Ever notice how some people can have big bellies but lean legs, or how women tend to store most of their fat in their thighs, hips, and butt? These are examples of fat distribution, which refers to where your body typically stores the fat, no matter what your weight is. This is important because where you store fat can be a predictor of health risks.
The waist-to-hip (WTH) ratio is a common measure of fat distribution. Your WTH ratio can help you track your weight loss progress, while also serving as a warning about your estimated health risk for problems related to being overweight, such as diabetes, stroke, and heart disease. In fact, a study reported in the American Journal of Clinical Nutrition reported that for some age groups, the waist-to-hip ratio is a better indicator of increased mortality risk than body mass index (BMI), which compares your height to your weight.
Calculating Your Waist-to-Hip Ratio
Use a measuring tape to measure your waist (at the smallest circumference of your natural waist, usually just above the belly button) and the circumference of your hips (at the widest part of your buttocks). To determine your ratio, simply divide your waist measurement by your hip measurement. Compare your result to the appropriate chart below, which is different for males and females.
|Females||Estimated health risk||Estimated body shape|
|0.80 or below||Low||Pear|
|0.81 to 0.85||Moderate||Avocado|
|Males||Estimated health risk||Estimated body shape|
|0.95 or below||Low||Pear|
|0.96 to 1.0||Moderate||Avocado|
Although all body fat is made of the same “stuff,” where it’s stored, it can make a big difference in both how risky it is to your health, and in how easy it is to lose.
Pear Shape (Low Health Risk)
If you’re pear shaped, you tend to carry most of your weight in your hips, thighs, and buttocks. Storing fat in your lower half is actually a healthier site for fat accumulation. Research shows that storing fat here may protect you against cardiovascular disease. In one study of 1,356 women, ages 60-85, Danish researchers found that those with excessive fat in the arms, legs, hips and buttocks had less atherosclerosis (hardening of the arteries) than those who stored most fat in their abdominal area and other central parts of the body.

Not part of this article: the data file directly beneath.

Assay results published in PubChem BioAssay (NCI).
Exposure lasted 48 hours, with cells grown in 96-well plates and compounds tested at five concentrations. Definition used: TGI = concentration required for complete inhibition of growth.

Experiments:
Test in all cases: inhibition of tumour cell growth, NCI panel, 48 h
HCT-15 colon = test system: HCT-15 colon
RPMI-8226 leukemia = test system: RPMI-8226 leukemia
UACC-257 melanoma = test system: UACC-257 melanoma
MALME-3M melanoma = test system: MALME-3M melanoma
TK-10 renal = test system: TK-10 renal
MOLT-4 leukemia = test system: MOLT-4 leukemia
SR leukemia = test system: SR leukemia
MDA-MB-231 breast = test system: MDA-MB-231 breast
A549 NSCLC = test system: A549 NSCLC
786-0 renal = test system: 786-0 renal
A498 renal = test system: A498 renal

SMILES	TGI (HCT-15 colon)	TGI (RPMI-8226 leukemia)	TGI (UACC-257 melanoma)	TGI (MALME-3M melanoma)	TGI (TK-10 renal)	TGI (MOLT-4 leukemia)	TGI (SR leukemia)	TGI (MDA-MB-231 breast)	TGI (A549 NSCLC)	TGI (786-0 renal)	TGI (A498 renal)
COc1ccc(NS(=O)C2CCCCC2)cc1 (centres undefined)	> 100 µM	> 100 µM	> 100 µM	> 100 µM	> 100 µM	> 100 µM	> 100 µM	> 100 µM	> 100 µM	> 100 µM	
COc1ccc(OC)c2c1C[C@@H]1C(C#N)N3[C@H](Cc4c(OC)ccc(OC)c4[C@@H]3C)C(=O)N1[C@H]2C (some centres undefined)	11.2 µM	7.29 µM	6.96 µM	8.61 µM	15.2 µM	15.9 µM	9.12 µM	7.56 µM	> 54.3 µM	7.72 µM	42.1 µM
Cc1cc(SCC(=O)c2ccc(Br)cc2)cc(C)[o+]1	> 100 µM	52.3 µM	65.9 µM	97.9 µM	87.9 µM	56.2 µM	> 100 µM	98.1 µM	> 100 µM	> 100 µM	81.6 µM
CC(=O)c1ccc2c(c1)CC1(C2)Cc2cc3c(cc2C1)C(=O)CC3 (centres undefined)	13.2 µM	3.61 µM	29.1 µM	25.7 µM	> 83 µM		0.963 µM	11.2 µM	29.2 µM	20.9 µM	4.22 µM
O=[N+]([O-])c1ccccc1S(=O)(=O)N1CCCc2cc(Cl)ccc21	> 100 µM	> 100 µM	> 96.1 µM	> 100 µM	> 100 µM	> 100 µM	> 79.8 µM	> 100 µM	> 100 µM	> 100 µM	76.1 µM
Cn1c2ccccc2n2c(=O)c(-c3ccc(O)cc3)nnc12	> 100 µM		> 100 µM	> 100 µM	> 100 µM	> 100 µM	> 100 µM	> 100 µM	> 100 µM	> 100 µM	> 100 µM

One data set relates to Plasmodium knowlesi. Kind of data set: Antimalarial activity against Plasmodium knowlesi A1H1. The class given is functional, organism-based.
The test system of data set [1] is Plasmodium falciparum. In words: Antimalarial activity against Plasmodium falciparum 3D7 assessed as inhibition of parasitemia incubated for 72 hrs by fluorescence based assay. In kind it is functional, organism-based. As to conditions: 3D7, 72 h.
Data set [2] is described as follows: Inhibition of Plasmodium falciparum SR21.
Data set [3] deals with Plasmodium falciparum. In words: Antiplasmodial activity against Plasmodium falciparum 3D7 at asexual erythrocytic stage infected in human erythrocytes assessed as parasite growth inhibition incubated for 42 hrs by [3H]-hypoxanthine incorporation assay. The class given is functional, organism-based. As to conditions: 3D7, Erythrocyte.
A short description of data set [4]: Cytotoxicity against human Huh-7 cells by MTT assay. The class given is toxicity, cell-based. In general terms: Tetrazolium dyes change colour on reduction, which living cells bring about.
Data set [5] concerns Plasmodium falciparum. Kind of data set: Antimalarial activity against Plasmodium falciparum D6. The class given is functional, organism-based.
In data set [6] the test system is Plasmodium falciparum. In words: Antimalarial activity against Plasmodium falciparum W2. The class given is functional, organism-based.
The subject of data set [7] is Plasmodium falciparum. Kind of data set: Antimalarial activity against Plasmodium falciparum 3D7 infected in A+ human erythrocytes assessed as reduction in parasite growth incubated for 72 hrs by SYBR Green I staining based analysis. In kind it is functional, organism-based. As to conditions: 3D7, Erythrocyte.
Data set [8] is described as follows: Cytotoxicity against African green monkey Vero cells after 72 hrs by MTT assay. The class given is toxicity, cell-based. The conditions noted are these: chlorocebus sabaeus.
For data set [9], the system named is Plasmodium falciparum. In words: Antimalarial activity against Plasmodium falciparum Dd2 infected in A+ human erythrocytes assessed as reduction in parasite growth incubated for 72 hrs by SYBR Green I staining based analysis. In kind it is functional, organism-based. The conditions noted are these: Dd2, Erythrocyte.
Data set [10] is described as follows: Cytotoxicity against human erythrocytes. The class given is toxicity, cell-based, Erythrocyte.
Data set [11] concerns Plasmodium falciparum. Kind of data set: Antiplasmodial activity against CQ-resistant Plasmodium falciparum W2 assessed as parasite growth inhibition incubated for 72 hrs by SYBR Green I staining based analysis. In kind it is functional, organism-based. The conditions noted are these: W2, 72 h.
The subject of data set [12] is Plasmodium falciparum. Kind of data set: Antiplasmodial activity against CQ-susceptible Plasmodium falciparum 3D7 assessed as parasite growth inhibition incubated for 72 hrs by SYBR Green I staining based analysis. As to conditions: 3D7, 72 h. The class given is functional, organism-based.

Apple Shape (High Health Risk)
If you tend to carry weight in your abdominal area and upper torso, you’re an apple shape. People who are apple-shaped and tend to carry more weight around their waists (commonly referred to as a “pot belly”) are at a greater risk of lifestyle-related diseases such as heart disease and diabetes than pear-shaped people.
Avocado Shape (Moderate Health Risk)
You may hear about apples and pears all the time, but what about people who don’t fit into either category? The less common “avocado” shape is somewhere between an apple and a pear, with health risks higher than a pear-shaped person, but somewhat lower than a true apple-shaped person.
Improving Your Distribution
Once you know which body shape you have, and your potential level of risk, what can you do about it?
First, you have to accept that there is no way to change where your body stores fat—your genetics determine that. If you are an apple now, you will always be an apple, even if you lose a few extra pounds. Weight loss may not change your body shape, but it will reduce your size.
Secondly, it helps to know that there is no way to lose weight in specific areas of the body. For example, crunches might target the abdominal muscles, but they don’t burn fat from the belly; running might use your lower half, but it doesn’t mean that you’re burning fat from the legs alone. The best way to get rid of fat—no matter where it is on your body—is through regular cardio exercise and a healthy diet. Cardio (aerobic) exercise burns fat from all over the body. But if you tend to store fat in a certain area (apple or pear) it may take longer to lose fat from that specific area. Stay consistent and you will lower your risk for future health problems by achieving a healthy weight.
Lastly, don’t fear strength training. It’s a common misconception (especially among women) that strength training is going to make you “bulk up.” You may fear, for example, that since your thighs are a trouble spot, you shouldn’t lift weights because it will make your thighs look bigger. This is a myth. Women, in fact, are more likely to tone up from strength training rather than bulk up. Research shows that women can add up to 30% lean muscle and end up looking thinner, feeling stronger, and being firmer.
A well-rounded program of cardio and strength training, along with a healthy diet, will help with overall fat loss. No matter what your shape, maintaining a healthy weight will greatly reduce your risk of obesity-related illness.
UCLA Core Strength Trainers & Fitness Experts.